Formation and melting of sea ice strongly affect the ocean dynamics both locally in polar regions and in the global ocean, through the influence on exchanges between the atmosphere and ocean and the contribution of high-latitude processes in deep water production. Changes in sea ice can greatly affect ocean hydrography, ocean dynamics, and heat transport. There are two sea ice models used in this study that have large differences in their complexity and their default sea ice initial conditions. However, a detailed analysis of the impact of sea ice model complexity and sources of simulated sea ice differences is beyond the scope of the present study.

Here, we present sea ice cover and its variability for both hemispheres as simulated by the three numerical experiments in comparison with satellite observations, over the 2009–2018 period. Sea ice extent is defined as the area of the ocean with an ice concentration of at least 15 %. The climatological mean seasonal cycle of the Arctic and Antarctic sea ice extent (SIE) as reproduced by the three model configurations is shown in Fig. 17, together with estimates from two satellite-based products, the NOAA/NSIDC Climate Data Record v4 (Meier et al., 2021,, last access: July 2023) and the EUMETSAT Ocean and Sea Ice Satellite Application Facility climate data record v3 (OSI SAF, 2022,, last access: July 2023).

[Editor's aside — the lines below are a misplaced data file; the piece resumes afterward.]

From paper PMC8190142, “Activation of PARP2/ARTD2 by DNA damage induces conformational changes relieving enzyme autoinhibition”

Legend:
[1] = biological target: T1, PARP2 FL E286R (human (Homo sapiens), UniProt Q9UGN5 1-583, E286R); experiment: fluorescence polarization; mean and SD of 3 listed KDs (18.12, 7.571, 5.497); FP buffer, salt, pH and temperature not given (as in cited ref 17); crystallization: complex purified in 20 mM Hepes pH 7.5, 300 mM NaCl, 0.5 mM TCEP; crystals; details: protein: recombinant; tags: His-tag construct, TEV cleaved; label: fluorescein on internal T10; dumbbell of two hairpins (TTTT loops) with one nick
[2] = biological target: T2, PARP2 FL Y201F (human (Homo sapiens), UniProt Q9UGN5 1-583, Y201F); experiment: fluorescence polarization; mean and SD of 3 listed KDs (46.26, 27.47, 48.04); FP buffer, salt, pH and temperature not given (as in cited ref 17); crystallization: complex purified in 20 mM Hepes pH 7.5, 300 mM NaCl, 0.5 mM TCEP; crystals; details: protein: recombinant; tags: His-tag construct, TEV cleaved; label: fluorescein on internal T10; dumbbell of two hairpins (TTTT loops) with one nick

Figure 17Mean seasonal cycles of sea ice extent (106km2) for the Arctic (a) and Antarctic (b) regions compared to satellite observations provided by NSIDC and OSI SAF. Sea ice extent is defined as the area enclosed in the 15 % sea ice concentration contour.


In the Arctic region, the simulated seasonal cycle is consistent among models and in general agreement with observations (Fig. 17a). All simulated and observed products have a maximum in SIE in March and a minimum in September. GLOB16 closely follows the observed seasonality, except in summer when it shows a weaker decline with an overestimated minimum, 6.2×106km2 compared to 5×106km2 from the satellite products. In all configurations, the mean SIE in March is close to the observed SIE (15×106km2), but the model spread increases in summer/autumn months when sea ice decline is too quick in the lower-resolution models, resulting in a mean SIE in September about 30 % smaller than observations (3.2 and 3.6×106km2 in ORCA1 and ORCA025, respectively).